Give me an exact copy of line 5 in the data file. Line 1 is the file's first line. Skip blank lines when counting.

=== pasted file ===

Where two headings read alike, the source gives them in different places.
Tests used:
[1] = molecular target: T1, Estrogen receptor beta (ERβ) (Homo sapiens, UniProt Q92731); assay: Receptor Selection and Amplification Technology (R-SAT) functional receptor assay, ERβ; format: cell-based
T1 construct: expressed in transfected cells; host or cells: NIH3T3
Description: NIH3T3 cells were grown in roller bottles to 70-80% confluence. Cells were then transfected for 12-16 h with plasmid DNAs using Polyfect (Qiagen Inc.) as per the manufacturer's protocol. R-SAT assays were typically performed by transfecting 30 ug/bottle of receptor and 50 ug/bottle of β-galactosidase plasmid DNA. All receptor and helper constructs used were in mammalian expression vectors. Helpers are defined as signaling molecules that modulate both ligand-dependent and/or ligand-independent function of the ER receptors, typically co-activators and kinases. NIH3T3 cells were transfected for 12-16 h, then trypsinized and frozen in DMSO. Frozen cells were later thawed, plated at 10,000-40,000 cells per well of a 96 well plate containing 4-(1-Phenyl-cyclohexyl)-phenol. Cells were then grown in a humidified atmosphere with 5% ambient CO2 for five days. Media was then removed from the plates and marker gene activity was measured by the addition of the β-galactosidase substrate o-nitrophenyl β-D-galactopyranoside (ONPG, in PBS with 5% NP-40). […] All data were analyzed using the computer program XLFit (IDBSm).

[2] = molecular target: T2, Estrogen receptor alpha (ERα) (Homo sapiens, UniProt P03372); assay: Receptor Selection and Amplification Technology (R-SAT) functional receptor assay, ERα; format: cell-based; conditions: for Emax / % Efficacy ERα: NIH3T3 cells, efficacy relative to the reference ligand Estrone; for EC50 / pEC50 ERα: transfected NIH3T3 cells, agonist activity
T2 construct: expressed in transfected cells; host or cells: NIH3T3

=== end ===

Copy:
Description: NIH3T3 cells were grown in roller bottles to 70-80% confluence. Cells were then transfected for 12-16 h with plasmid DNAs using Polyfect (Qiagen Inc.) as per the manufacturer's protocol. R-SAT assays were typically performed by transfecting 30 ug/bottle of receptor and 50 ug/bottle of β-galactosidase plasmid DNA. All receptor and helper constructs used were in mammalian expression vectors. Helpers are defined as signaling molecules that modulate both ligand-dependent and/or ligand-independent function of the ER receptors, typically co-activators and kinases. NIH3T3 cells were transfected for 12-16 h, then trypsinized and frozen in DMSO. Frozen cells were later thawed, plated at 10,000-40,000 cells per well of a 96 well plate containing 4-(1-Phenyl-cyclohexyl)-phenol. Cells were then grown in a humidified atmosphere with 5% ambient CO2 for five days. Media was then removed from the plates and marker gene activity was measured by the addition of the β-galactosidase substrate o-nitrophenyl β-D-galactopyranoside (ONPG, in PBS with 5% NP-40). […] All data were analyzed using the computer program XLFit (IDBSm).